The Windy Post.

However, if it’s tipping it down – I’m happy to sit it out from the comfort of my car.  Simply drinking in the rain-sodden Dartmoor landscape, coupled with a pasty, can be very sustaining until my next visit – which might be heading out for a proper walk over open moorland.  On these more testing occasions, I wisely don’t go it alone.

I have ventured forth with – The Bean Walking Club, Dartmoor Search & Rescue Team Plymouth, Dartmoor Preservation Association – and neither last nor least, my son -Tom.

Fogbound Beanies.

Fogbound Beanies.

D.S.R.T - Plymouth

D.S.R.T – Plymouth.

D.P.A.

D.P.A.

Tom.

Tom.

An old friend.

An old friend.

Dartmoor automatically demands that my heart beats faster when faced with walking up one of its steep, clitter strewn slopes to the top of a chosen tor – but it is Dartmoor’s visual impact, its elemental beauty, that makes my soul soar effortlessly to boundless heights. It’s easy to lose oneself here – and find eternity in an hour; in real time probably six or seven or eight!

Great Mistor Dartmoor

Elemental. Great Mistor

However, Dartmoor is not just a portal for metaphysical escapism – there is the very real presence of its infamous bogs and mires to keep one earthed.  When crossing wet, spongy ground it is easy to give way to dark thoughts. I envisage glossy brown, sinewy bodies that sleep contortedly beneath my feet – lost souls from an ancient tribe – and the idea of joining them in an eternal sleepover is terrifying but life-affirming; onwards, upwards but not necessarily straight forwards!  Vigilance and a good dose of healthy respect, are prerequisites for a day out on Dartmoor’s open moorland – plus a good prodding stick!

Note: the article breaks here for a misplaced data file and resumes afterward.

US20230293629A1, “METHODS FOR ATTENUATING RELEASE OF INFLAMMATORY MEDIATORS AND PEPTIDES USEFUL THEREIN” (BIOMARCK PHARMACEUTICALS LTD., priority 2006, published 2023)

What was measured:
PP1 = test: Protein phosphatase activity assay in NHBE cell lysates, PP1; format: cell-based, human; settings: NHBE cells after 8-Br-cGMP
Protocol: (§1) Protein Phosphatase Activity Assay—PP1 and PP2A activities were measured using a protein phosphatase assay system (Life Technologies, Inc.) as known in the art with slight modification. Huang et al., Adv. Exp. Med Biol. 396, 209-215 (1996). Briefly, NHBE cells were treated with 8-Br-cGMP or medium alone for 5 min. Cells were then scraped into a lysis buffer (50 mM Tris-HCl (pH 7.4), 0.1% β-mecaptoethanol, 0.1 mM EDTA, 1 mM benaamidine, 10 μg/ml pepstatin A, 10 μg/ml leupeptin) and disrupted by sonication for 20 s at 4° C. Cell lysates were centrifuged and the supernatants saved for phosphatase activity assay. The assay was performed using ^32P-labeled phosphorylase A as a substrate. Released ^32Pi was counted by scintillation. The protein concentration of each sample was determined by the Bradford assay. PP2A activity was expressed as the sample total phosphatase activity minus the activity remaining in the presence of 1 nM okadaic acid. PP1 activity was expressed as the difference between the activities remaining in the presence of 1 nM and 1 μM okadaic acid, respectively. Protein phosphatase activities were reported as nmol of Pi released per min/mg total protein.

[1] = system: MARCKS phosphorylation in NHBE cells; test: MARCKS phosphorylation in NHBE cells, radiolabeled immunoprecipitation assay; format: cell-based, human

Bog Dartmoor

Testing ground…

Dartmoor bog

Up to the hilt – rather than knees!

My other essential kit item is my Samsung L83T digital camera.  I concede that it is getting on a bit compared to more fancy, up-to-the-minute models – however over a period of years, it has proven robust enough to withstand the rigours of Dartmoor and its penetrative, damp  conditions – and simply it does the job. Consequently,  I have built up an archive of images; snapshots of Dartmoor caught in the click of a button.  No planning, no waiting and no enhancements – just the ephemerality of a thousand or more, magic moments – as they flashed upon my inward eye.

Every blade of grass has its own drop of dew

Finding beauty in a bog.

Whether you love to head out over the open moorland, like I sometimes do –

At Roos Tor - view to Fur Tor and Cut Hill

Heading out.

or you prefer to sit in the comfort of your warm car on the edge, like I sometimes do –

Vixen Tor Dartmoor

Vixon Tor from a lay-by on the B3357.

– I think you’ll agree; there’s definitely something about Dartmoor.

Sheeps Tor Dartmoor.

Sheeps Tor – you can’t miss it. (if you click on the image – you can see ships in Plymouth Bay.